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Letter: Assessment System Winners and Losers

Something is very wrong with Nassau County’s assessment system when 87 percent of appeals are successful. You don’t have to look hard to see evidence of a broken system. The county website shows that several nearly identical homes on one block in Hicksville had assessed values that ranged from $322,000 to $436,000. These were homes built the same year by the same builder and had very little difference in modifications yet their 2013 total property taxes, based on assessed value, vary by almost $2500!

You can easily find other examples of this failed system by looking at page 9 of last week’s Illustrated (October  9-15) where  two recently sold homes in Hicksville had nearly identical taxes of $8500, but one sold  for $404,000 while the other for $650,000! A little research on the county website shows the $650,000 home had its assessment value reduced four times since 2010, from $505,200 to the current $366,800. Based on its recent sale price of $650,000, it is clear that this property should not have seen a reduced assessment.

Who are the winners and losers in such a broken system? As stated in the October 9-15 Hicksville Illustrated, when one tax payer wins a reduction another property owner must make up the difference. It’s bad enough that one taxpayer’s win is another’s loss but upwards of half these reductions go to the firms that solicit this business. Perhaps they are the only true winners because eventually every home owner will come to the realization that they must file an annual appeal to “win” their fair share! Unfortunately many millions will have already been diverted way from towns and school districts to pay the fees of the firms who profit from this broken county assessment system?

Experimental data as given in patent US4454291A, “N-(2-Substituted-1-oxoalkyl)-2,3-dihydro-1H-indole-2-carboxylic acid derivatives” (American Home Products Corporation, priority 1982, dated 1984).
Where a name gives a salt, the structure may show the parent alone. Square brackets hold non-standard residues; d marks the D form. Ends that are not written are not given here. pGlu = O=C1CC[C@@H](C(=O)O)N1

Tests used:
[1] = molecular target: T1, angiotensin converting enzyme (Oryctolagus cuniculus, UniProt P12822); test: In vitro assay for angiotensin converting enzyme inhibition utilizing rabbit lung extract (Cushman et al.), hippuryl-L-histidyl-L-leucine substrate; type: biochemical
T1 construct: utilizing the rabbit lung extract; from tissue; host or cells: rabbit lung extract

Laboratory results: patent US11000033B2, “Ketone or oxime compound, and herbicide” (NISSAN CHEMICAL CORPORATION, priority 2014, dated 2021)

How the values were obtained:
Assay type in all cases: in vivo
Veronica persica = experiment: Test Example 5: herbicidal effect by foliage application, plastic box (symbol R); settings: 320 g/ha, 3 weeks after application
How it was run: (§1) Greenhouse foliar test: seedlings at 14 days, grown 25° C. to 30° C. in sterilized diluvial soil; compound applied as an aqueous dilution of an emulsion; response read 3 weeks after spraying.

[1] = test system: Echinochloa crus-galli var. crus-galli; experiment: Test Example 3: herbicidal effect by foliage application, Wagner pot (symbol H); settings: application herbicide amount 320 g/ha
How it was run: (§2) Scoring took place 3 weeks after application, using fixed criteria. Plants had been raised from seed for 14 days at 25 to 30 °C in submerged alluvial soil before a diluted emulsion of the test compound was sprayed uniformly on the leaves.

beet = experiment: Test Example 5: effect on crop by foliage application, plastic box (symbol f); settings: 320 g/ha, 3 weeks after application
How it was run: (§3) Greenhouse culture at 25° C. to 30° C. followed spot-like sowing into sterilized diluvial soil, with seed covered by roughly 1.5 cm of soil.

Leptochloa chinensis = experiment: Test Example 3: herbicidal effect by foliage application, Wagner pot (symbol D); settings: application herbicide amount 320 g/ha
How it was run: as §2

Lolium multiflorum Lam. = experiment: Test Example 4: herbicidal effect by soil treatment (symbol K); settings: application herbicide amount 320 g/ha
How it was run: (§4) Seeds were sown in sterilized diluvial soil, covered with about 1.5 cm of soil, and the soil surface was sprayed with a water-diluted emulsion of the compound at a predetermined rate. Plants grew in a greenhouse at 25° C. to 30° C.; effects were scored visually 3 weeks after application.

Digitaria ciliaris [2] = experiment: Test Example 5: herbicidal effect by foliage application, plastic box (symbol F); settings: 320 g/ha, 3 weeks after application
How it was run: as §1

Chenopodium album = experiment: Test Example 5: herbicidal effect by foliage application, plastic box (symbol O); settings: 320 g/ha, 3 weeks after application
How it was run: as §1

At a recent candidate’s night one candidate for the county legislature stated that everyone has the right to file an appeal; it was their fault if they didn’t! But I ask you is that any way to run a government? The county needs a common sense approach to this assessment mess. People with similar homes should have similar real estate assessments. Is that too much to ask?

Phil Heckler

News

Oyster Bay Town officials are mulling an override of the state’s 2 percent property tax cap for the second consecutive fiscal year. On Aug. 12, the town held a hearing to approve local legislation, giving the Town Council authority to pierce the cap.

However, according to Marta Kane, a spokesperson with the Town of Oyster Bay, Supervisor John Venditto and the members of the Oyster Bay Town Council are not certain if they will entertain a repeat of last year, when the board adopted a $277 million budget, increasing the tax levy by $15,964,647 — or 8.8 percent.

Members and guests of North Shore Synagogue’s Brotherhood BBQ and Erev Shabbat Service enjoyed a wonderful summer’s evening in early July with a classic BBQ and services led by Brotherhood, with help from Rabbi Jaimee Shalhevet and Cantor Rich Pilatsky.   

“This is a wonderful way to connect with other members of Brotherhood, which focuses on building camaraderie among our members, and instilling a strong sense of community away from the hectic pressures of our day-to-day lives,” said  Brotherhood co-president Jeffrey Levine.


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Columns

1959: The Year The Music Stopped Playing
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